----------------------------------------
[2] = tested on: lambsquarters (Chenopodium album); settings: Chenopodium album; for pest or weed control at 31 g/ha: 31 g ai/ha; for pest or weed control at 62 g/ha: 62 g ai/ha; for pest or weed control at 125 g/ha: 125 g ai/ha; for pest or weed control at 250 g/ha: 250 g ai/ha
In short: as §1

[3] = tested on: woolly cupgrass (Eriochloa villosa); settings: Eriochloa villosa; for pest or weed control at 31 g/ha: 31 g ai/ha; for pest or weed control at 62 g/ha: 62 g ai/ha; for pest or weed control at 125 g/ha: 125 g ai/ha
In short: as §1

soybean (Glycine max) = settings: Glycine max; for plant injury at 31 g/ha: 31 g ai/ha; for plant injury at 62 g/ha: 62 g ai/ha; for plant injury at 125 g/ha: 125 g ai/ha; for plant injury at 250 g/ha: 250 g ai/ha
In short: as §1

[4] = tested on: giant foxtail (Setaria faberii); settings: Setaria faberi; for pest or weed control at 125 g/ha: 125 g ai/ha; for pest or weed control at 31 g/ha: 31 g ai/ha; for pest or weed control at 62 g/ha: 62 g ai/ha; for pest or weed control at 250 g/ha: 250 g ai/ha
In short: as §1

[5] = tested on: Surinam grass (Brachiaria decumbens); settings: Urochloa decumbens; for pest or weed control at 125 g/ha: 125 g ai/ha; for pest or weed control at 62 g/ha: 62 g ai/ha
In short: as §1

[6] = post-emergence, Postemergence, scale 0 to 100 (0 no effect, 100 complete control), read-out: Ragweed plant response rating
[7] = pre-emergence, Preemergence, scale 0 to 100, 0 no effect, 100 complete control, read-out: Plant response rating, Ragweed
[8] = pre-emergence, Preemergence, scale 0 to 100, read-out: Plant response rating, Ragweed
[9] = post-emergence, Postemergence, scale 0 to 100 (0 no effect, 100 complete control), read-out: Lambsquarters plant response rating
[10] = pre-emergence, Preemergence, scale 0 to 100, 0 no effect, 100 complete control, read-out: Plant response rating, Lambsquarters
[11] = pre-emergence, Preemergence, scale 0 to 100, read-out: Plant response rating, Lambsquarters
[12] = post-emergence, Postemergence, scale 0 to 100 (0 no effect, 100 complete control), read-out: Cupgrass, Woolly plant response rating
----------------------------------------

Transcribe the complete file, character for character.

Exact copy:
[2] = tested on: lambsquarters (Chenopodium album); settings: Chenopodium album; for pest or weed control at 31 g/ha: 31 g ai/ha; for pest or weed control at 62 g/ha: 62 g ai/ha; for pest or weed control at 125 g/ha: 125 g ai/ha; for pest or weed control at 250 g/ha: 250 g ai/ha
In short: as §1

[3] = tested on: woolly cupgrass (Eriochloa villosa); settings: Eriochloa villosa; for pest or weed control at 31 g/ha: 31 g ai/ha; for pest or weed control at 62 g/ha: 62 g ai/ha; for pest or weed control at 125 g/ha: 125 g ai/ha
In short: as §1

soybean (Glycine max) = settings: Glycine max; for plant injury at 31 g/ha: 31 g ai/ha; for plant injury at 62 g/ha: 62 g ai/ha; for plant injury at 125 g/ha: 125 g ai/ha; for plant injury at 250 g/ha: 250 g ai/ha
In short: as §1

[4] = tested on: giant foxtail (Setaria faberii); settings: Setaria faberi; for pest or weed control at 125 g/ha: 125 g ai/ha; for pest or weed control at 31 g/ha: 31 g ai/ha; for pest or weed control at 62 g/ha: 62 g ai/ha; for pest or weed control at 250 g/ha: 250 g ai/ha
In short: as §1

[5] = tested on: Surinam grass (Brachiaria decumbens); settings: Urochloa decumbens; for pest or weed control at 125 g/ha: 125 g ai/ha; for pest or weed control at 62 g/ha: 62 g ai/ha
In short: as §1

[6] = post-emergence, Postemergence, scale 0 to 100 (0 no effect, 100 complete control), read-out: Ragweed plant response rating
[7] = pre-emergence, Preemergence, scale 0 to 100, 0 no effect, 100 complete control, read-out: Plant response rating, Ragweed
[8] = pre-emergence, Preemergence, scale 0 to 100, read-out: Plant response rating, Ragweed
[9] = post-emergence, Postemergence, scale 0 to 100 (0 no effect, 100 complete control), read-out: Lambsquarters plant response rating
[10] = pre-emergence, Preemergence, scale 0 to 100, 0 no effect, 100 complete control, read-out: Plant response rating, Lambsquarters
[11] = pre-emergence, Preemergence, scale 0 to 100, read-out: Plant response rating, Lambsquarters
[12] = post-emergence, Postemergence, scale 0 to 100 (0 no effect, 100 complete control), read-out: Cupgrass, Woolly plant response rating